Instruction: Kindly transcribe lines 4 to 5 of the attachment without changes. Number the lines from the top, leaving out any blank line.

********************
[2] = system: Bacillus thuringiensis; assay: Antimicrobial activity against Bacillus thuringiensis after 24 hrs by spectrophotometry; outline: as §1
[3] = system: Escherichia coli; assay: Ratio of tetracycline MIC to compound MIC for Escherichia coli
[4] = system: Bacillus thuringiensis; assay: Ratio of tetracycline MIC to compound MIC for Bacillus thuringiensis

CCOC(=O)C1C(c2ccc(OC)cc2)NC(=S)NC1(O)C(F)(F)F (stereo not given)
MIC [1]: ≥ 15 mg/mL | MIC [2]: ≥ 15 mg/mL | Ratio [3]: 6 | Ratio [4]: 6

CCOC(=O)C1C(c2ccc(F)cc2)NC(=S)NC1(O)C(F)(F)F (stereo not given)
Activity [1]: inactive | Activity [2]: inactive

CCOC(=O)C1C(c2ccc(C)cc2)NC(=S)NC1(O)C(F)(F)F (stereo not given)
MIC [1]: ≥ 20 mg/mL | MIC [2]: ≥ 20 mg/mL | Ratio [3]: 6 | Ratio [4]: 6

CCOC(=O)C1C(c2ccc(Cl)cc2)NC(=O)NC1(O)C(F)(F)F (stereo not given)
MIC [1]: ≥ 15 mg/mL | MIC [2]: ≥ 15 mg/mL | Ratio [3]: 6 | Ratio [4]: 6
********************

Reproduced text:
CCOC(=O)C1C(c2ccc(OC)cc2)NC(=S)NC1(O)C(F)(F)F (stereo not given)
MIC [1]: ≥ 15 mg/mL | MIC [2]: ≥ 15 mg/mL | Ratio [3]: 6 | Ratio [4]: 6